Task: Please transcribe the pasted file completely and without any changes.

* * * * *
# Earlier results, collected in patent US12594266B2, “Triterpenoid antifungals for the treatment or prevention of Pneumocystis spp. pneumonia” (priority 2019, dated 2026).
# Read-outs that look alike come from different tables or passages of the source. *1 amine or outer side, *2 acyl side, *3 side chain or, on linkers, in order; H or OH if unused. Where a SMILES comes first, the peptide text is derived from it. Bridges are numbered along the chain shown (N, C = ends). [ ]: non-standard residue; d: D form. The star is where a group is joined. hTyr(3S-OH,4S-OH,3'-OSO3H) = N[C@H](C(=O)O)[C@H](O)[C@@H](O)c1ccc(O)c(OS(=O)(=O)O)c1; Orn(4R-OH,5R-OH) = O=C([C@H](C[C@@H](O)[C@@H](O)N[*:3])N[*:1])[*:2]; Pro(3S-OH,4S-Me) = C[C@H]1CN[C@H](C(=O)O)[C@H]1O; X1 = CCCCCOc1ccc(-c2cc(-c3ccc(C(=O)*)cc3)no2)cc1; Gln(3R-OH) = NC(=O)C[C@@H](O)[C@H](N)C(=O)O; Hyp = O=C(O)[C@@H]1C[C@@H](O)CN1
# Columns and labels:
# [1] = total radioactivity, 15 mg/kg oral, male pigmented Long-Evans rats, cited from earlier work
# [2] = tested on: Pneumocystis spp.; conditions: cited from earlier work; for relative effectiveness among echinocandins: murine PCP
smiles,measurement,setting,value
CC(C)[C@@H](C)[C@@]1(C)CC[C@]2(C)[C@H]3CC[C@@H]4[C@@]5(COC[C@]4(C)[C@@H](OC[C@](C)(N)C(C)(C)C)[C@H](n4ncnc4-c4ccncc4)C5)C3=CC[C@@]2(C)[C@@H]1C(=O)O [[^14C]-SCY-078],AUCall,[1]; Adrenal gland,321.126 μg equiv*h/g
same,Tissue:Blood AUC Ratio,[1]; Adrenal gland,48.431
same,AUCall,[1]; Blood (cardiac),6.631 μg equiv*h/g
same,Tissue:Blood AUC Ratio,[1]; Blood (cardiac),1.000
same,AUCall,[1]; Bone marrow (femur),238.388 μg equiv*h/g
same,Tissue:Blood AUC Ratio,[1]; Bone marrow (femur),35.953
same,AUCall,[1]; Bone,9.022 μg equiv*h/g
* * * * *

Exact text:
# Earlier results, collected in patent US12594266B2, “Triterpenoid antifungals for the treatment or prevention of Pneumocystis spp. pneumonia” (priority 2019, dated 2026).
# Read-outs that look alike come from different tables or passages of the source. *1 amine or outer side, *2 acyl side, *3 side chain or, on linkers, in order; H or OH if unused. Where a SMILES comes first, the peptide text is derived from it. Bridges are numbered along the chain shown (N, C = ends). [ ]: non-standard residue; d: D form. The star is where a group is joined. hTyr(3S-OH,4S-OH,3'-OSO3H) = N[C@H](C(=O)O)[C@H](O)[C@@H](O)c1ccc(O)c(OS(=O)(=O)O)c1; Orn(4R-OH,5R-OH) = O=C([C@H](C[C@@H](O)[C@@H](O)N[*:3])N[*:1])[*:2]; Pro(3S-OH,4S-Me) = C[C@H]1CN[C@H](C(=O)O)[C@H]1O; X1 = CCCCCOc1ccc(-c2cc(-c3ccc(C(=O)*)cc3)no2)cc1; Gln(3R-OH) = NC(=O)C[C@@H](O)[C@H](N)C(=O)O; Hyp = O=C(O)[C@@H]1C[C@@H](O)CN1
# Columns and labels:
# [1] = total radioactivity, 15 mg/kg oral, male pigmented Long-Evans rats, cited from earlier work
# [2] = tested on: Pneumocystis spp.; conditions: cited from earlier work; for relative effectiveness among echinocandins: murine PCP
smiles,measurement,setting,value
CC(C)[C@@H](C)[C@@]1(C)CC[C@]2(C)[C@H]3CC[C@@H]4[C@@]5(COC[C@]4(C)[C@@H](OC[C@](C)(N)C(C)(C)C)[C@H](n4ncnc4-c4ccncc4)C5)C3=CC[C@@]2(C)[C@@H]1C(=O)O [[^14C]-SCY-078],AUCall,[1]; Adrenal gland,321.126 μg equiv*h/g
same,Tissue:Blood AUC Ratio,[1]; Adrenal gland,48.431
same,AUCall,[1]; Blood (cardiac),6.631 μg equiv*h/g
same,Tissue:Blood AUC Ratio,[1]; Blood (cardiac),1.000
same,AUCall,[1]; Bone marrow (femur),238.388 μg equiv*h/g
same,Tissue:Blood AUC Ratio,[1]; Bone marrow (femur),35.953
same,AUCall,[1]; Bone,9.022 μg equiv*h/g